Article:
What a little humble glue can do

It's that time of year when I go shopping with my eyes closed.  Back to school items?  Where?  I can't see them behind my closed eyelids of denial.

Except when it comes to glue.  I open my eyes then and

I buy the glue.  Over and over we have enjoyed this project and the shining star is none other than the humble washable white school glue.  




Batik painting (utilizing melted wax to by creating designs to preserve the original fabric color before dye-ing the whole project) has always intrigued me.  This project brings the art of batik painting to a level that even young Pickles can participate in and enjoy.  And all you need is a few squirt bottles of glue and a couple squirts of paint. 

Here are the five simple steps:
1:  squirt glue onto your fabric item of choice in any design you can imagine.
2:  allow glue to dry
3:  spread watered down acrylic paints alllllll over the fabric and dried glue designs
4:  let it dry again
5:  wash out the glue. 


Got it?  It's so easy (albeit potentially messy), and it has such a rewarding outcome!

Here are a few more details to each step.
1: Always prep your workspace and fabric. Put down protection for your table/driveway/or wherever you do this project.  If you choose to make an item like a shirt, put something in the shirt to prevent the glue from soaking through to the backside.  Not paper or cardboard--a plastic board or a vinyl mat work better when it's time to release it from the glue.  We have done t-shirts and pillow cases this way.  For our single layer tent fabric, I just covered our workspace with heavy plastic and laid the fabric on top.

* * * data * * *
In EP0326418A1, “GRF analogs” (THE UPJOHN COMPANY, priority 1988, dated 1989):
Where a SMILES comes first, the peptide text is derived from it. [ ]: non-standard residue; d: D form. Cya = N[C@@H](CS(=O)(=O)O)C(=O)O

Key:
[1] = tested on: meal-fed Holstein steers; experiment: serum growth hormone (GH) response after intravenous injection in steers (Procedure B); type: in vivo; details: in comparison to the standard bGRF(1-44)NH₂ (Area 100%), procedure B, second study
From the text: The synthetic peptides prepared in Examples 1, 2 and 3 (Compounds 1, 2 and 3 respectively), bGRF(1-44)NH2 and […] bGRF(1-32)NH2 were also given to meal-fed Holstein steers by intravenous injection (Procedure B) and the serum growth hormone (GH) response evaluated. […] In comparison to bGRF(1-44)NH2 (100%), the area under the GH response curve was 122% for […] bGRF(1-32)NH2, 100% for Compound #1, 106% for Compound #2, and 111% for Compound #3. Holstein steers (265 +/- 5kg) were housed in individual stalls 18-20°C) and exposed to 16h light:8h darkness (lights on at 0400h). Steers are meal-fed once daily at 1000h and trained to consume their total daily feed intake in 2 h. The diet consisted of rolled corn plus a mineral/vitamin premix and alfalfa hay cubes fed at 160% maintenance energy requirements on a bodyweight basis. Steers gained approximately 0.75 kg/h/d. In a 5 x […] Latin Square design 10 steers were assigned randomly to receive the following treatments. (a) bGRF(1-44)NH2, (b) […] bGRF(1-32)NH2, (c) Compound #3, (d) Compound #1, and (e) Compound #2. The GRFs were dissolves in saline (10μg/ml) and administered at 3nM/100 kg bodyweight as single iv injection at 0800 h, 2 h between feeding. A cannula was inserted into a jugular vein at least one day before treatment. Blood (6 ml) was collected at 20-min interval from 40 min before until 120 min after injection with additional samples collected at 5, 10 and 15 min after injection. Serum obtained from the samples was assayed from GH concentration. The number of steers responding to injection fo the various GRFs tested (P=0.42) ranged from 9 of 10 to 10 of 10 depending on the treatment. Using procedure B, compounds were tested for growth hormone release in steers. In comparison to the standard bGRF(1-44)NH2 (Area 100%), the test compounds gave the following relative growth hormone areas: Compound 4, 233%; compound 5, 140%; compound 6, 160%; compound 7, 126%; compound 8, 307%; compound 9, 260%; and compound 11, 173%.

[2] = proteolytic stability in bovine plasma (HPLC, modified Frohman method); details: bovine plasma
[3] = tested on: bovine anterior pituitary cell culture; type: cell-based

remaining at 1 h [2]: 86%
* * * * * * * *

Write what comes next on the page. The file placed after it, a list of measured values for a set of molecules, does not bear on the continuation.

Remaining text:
Pre washing your cotton (yes, you want cotton for this project) fabric or shirts is recommended for best color absorption.  Have I gotten t-shirts straight from the store and started right in?  Absolutely!  But the fabric will receive the paint best if it's been pre-washed.  

NOW squirt that glue onto your fabric item of choice in any design you can imagine!  Glue is funny in how it stretches and shrinks back and pools and wants to puddle.   If you want more exact designs, use a super thin spread of glue on your project.  

2:  Allow glue to dry.  Allow at least 24 hours.  If extra thick glue spots are still gummy in the middle, but dry on the edges, you can gently proceed to Step 3, being careful not to drag the wet glue along with the paint.  



3:  Spread watered down acrylic paints alllllll over the fabric and dried glue designs.  (Remove the inner plastic if you want the paint to reach the backside now.). Realllllly water down those paints.  The jar with the yellow paint in the bottom shows how much paint I use before I fill most of the rest of the jar with water.  Have small drips of paint left in your old squeeze bottles?  Just fill the bottle with water and shake it all up, then squirt onto the fabric.  To spread paints, we have used foam brushes, large-ish craft paint brushes, and we've gently poured the watered down paints. Have you noticed how free-spirited this is yet?  



4:  Let it dry again.  I love to set our projects in the sunshine to speed up this patience-testing step (again!)



5:  Wash out the glue.  This is the "hardest" part.  Translated: slightly more tedious than earlier steps, but easy enough for any Pickle who can rub fabric between their hands in a bucket of water.    Depending on the amount of glue used, and if you have an HE washer, you don't really want to just throw this in the wash.   Run cold water over your project and soak the glue back to softness. Use your hands to rub off as much glue as possible.  (It's really fun to see the pictures revealing at this point!). Once you've got it pretty well washed off, give it a wash cycle with a few old towels for agitation/abrasion and then dry.



What are you going to make?!  I can't wait for Show and Tell in the comments below!



Always be creative,

Marie Winfield

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